"My sense of Scottishness was wrought primarily in a working class family in 1950´s Ayrshire. Intellectual dimensions were added studying Scottish literature at Edinburgh University, and international perspectives gained from travelling round the world and speaking several foreign languages, but my first identity is as a Scots – speaking Lowlander from the Burns country. His brilliant poetry and songs were ingrained in the local culture, and it was a source of community pride that we spoke the same dialect of Scots as the poet. My father taught me stories from Scottish history… Galston had sheltered Bruce before the skirmish at Loudoun Hill while my grandmother lived in Stand Alane street – the words uttered by Wallace when his followers deserted him in the face of an approaching English force – "I stand alane" Cultural, as opposed to political nationalism, was absorbed by osmosis. The socialism of the mining communities was another major influence, so along with pride in being Scottish there was a strong sense of egalitarianism; we werenae better than ither folk, but we were gey shuir we were as guid as onybody!"

Given that background, you will understand how moved I was when Sheena Wellington sang "A man´s a man for a´ that" at the opening of the Scottish Parliament… and consequently how scunnered I was to see certain MSP´s reduce the debate to have a question on Scots included in the census to the level of comic capers. As someone whose work has always promoted cultural diversity, making programmes about minorities like Lanarkshire Lithuanians or Ayrshire Spaniards whom very few people knew existed, I was pleased to see that the lobby pressing for a question on religious identity in the census had succeeded. I found it bitterly ironic though, that if I had belonged to a religious or ethnic minority, the same MSP´s would not have dared trash my mither tongue. I stand alane with the many hundreds of thousands who use Scots as their first language, yet see it given scant recognition from our major institutions.

However, as most MSP´s and most Scots have not been educated in their own culture, ignorant attitudes abound, and the Scottish cringe is everywhere. I collect examples: the education convener in a Labour fiefdom who replied to the proposal that Scotttish studies should be an integral part of his schools´ curriculum, "Oh, no, we live in a multi cultural environment!" Apparently every culture was to be taught except the native one! A few years ago when I asked a Fife headmaster if Scottish literature was encouraged in his school, the reply left me almost speechless…" No, this is not a very Scottish area." Can you imagine an English or Irish headmaster making such a statement? It shows how far we have to go in renewing Scotland after centuries of self inflicted cultural colonialism. I have actually heard educated Scots argue that no Scottish history from before 1707 should be taught in our schools, as it only foments "dangerous nationalism". The Catalans reckoned it would take three generations after autonomy for a similar "slave mentality" to be replaced with cultural and political self confidence. With us it might take a bittie longer!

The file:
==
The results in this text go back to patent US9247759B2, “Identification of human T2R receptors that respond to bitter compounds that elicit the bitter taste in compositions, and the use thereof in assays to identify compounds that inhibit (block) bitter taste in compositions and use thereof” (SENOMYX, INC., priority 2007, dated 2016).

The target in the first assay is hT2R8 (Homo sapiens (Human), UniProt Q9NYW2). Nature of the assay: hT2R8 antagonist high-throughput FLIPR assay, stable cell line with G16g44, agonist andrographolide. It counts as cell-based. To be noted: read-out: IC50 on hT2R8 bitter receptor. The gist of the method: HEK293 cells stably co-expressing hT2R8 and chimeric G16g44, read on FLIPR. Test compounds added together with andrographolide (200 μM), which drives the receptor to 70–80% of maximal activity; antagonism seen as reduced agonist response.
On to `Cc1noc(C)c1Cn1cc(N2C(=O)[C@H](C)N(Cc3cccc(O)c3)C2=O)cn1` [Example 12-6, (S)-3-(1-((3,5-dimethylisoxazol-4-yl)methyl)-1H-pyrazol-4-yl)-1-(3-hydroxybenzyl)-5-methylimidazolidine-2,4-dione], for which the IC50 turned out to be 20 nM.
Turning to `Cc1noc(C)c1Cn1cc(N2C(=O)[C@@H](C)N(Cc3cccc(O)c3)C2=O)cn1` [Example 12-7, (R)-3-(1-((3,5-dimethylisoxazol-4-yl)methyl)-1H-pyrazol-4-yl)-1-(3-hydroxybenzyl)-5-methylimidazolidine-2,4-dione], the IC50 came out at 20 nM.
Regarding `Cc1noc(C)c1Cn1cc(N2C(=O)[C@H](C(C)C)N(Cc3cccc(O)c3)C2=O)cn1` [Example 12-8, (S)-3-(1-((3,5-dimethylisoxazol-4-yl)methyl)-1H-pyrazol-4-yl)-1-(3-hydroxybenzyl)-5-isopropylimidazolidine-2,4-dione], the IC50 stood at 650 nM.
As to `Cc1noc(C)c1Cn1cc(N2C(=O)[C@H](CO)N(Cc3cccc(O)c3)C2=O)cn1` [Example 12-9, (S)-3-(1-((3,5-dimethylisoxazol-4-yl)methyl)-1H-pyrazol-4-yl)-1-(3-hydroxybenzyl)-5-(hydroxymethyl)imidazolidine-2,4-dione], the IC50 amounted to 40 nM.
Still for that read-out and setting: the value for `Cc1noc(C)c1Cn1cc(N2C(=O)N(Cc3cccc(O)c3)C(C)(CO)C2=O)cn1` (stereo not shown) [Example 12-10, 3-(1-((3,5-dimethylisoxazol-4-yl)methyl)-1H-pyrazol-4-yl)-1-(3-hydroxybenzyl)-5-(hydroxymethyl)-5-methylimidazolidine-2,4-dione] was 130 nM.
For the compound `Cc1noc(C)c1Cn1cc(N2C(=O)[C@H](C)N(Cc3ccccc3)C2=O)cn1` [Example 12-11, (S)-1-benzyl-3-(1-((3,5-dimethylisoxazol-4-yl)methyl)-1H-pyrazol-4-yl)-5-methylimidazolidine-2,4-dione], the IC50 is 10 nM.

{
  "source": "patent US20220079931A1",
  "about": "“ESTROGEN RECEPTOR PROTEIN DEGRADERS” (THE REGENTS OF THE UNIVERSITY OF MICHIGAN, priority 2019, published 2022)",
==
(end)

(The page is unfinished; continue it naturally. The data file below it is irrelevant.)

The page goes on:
Yet on the occasions I feel alienation from my countrymen, I hear McDiarmid´s humorous response to the same conundrum…

"Mercy o´ Gode, I canna thole
wi sic an orra mob to roll"
"Wheesht! It´s for the guid o your soul."

It micht be for the guid o my soul, but I dinnae like whit it duis tae ma heid.

I do feel, nevertheless, that Scotland is inevitably moving towards being at one with herself, and that the positive values ingrained in the culture will survive and thrive as we gain political maturity. At the core of the culture is the tradition defined by George Elder Davie as "democratic intellectualism" It has been there for centuries, and has affected positively our perspective on the world, with our working class culture especially enlightened and liberal compared to most societies. My wife´s first experience of Scotland was an airport taxi driver who quoted huge passages of Burns´ poetry on the way in to the university hall of residence. A fellow student there was astonished to discover a rose and beautifully hand written lines from "My love is like a red, red rose" lying on his bed, placed there by the woman who cleaned his room. The foreign students at the summer school realised they were in a very special cultural environment. I am constantly being made aware of that too, and realise its immense potential.

Having made documentary features over two decades, I have interviewed almost 2000 people from different walks of life, and I never fail to be impressed by our human kindness in adversity, our rampant egalitarianism, our wild, dark humour, the power of our stories, music and songs, our insatiable thirst for knowledge, our passionately shared desire for sense and worth ower aw the earth tae bear the gree, an aw that. For aw that potential to bear fruit, is something definitely worth waiting for.